“Higher air pressure at the air cap for proper atomizing” is the latest technology and trend in the spray gun world.
Spray gun manufacturers have started to produce spray guns operating at a higher pressure at the air cap.
They have shifted away from traditional HVLP (air pressure 0,7 bar 10 psi at the air cap) to a new HTE technology. Some examples are HTE by Walcom, RP by Sata, WS by Iwata & TE by DeVilbisss.
Air pressure in this new technology is generally between 1,0 bar (14psi) up to 1,8 bar (26psi).
Why is this change happening?
Because of the development of paint products that require more pressure for atomizing properly, to apply paint at an efficient speed, to have a better layout and homogeneous (evenly atomised & dispersed) result.
Does this impact transfer efficiency?
NO, not with the high-quality spray guns that have received a compliance of transfer efficiency certificate or equivalent certified results. In the USA for example some states require proof and certificate of equivalent transfer efficiency for higher pressure spray guns. SCQAMD in South California is one of the most significant entity able to validate these types of product.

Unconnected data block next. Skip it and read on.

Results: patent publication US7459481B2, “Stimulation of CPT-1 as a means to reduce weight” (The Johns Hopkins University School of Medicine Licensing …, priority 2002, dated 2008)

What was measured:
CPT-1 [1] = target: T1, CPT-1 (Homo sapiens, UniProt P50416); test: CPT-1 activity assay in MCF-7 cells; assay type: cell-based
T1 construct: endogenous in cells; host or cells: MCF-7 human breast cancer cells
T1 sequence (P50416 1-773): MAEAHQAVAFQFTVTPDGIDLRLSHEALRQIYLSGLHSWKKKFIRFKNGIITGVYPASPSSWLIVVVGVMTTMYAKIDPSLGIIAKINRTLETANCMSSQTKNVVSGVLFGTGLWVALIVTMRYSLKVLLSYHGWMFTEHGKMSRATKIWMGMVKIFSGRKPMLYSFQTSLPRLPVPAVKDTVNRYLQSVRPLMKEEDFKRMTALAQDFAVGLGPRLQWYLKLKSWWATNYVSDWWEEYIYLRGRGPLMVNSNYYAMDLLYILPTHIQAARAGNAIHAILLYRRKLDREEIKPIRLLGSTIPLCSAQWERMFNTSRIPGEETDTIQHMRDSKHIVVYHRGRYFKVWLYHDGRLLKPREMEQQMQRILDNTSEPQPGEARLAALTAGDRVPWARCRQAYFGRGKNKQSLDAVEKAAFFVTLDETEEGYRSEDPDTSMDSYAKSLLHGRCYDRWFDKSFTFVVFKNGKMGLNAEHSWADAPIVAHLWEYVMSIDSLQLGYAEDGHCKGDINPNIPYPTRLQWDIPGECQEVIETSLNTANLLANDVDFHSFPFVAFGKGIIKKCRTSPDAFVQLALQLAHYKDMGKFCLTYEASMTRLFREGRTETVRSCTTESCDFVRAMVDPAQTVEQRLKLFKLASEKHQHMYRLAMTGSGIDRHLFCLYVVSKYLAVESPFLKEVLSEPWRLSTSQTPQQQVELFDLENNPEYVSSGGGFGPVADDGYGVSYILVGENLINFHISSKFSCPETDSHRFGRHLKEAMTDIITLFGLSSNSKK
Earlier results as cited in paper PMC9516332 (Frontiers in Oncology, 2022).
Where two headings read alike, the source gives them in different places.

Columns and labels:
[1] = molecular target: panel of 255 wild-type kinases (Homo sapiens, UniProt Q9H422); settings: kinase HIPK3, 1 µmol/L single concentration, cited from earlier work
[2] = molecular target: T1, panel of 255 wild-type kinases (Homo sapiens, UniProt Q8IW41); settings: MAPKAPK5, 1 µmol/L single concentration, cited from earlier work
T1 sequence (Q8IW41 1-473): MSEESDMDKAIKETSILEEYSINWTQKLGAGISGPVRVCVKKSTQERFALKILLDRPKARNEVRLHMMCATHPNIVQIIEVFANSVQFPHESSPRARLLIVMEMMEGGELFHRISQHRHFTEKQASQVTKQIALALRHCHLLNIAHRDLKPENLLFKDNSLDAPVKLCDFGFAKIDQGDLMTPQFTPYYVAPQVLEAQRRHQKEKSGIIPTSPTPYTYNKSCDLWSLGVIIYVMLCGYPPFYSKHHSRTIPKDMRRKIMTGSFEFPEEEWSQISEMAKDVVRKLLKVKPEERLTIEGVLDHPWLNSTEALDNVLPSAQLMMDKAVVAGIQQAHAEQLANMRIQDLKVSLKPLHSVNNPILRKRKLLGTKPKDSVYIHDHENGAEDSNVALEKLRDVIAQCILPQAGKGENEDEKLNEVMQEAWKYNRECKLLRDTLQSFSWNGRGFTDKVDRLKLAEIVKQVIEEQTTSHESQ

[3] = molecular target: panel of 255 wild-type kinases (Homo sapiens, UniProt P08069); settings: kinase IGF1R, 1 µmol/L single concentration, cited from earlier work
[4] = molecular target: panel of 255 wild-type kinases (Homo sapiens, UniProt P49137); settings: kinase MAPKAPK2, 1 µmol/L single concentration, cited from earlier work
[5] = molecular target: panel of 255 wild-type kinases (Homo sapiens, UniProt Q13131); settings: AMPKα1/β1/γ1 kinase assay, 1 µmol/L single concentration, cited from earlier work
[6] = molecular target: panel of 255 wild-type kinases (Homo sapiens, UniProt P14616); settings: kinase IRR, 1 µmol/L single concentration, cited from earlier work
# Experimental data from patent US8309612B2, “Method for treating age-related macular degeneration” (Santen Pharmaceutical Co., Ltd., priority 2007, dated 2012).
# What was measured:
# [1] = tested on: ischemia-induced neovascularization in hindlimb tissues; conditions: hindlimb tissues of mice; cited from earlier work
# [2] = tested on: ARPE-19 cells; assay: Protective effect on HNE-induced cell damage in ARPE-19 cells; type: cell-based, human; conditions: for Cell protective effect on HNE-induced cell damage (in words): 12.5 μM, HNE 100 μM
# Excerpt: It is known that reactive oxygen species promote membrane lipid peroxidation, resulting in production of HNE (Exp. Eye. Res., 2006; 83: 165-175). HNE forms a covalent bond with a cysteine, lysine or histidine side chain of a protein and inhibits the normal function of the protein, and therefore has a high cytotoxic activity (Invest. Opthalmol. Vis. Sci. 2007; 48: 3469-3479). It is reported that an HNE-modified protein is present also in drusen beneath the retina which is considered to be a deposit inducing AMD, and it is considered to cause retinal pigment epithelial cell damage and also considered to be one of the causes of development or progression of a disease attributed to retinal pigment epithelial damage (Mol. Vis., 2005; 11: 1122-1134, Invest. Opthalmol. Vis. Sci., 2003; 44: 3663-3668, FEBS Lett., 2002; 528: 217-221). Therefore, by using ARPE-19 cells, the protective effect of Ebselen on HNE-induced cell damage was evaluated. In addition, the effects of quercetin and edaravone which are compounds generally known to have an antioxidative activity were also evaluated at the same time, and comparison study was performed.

Transfer efficiency is the percentage residual amount of paint on the panel after spraying and drying: the higher the value, the lower waste of paint and lower the over spray (paint that fluctuates in the air).
Walcom CARBONIO HTE, high transfer efficiency, Base and Clear model achieved just recently the approval of SCQAMD for its transfer efficiency.
Even more importantly, feedback from independent research laboratories showed it to be the best spraygun performer for this parameter during their tests. In addition, users from all over the world are claiming that these new carbon fiber sprayguns by the Italian manufacturer Walcom are not only super light (340 g 12 oz) but above all super-efficient, excellent quality of spraying and huge saving in amount of time and paint used.
What doe all this mean?
The new HTE technology in Walcom CARBONIO spray guns tick all boxes for regulatory compliance, they atomise paints more efficiently than HVLP, and are receiving overwhelming support from painters all over the world for performance and pleasure of use. These latest developments are one of the reasons HVLP guns are no longer as popular as they once were.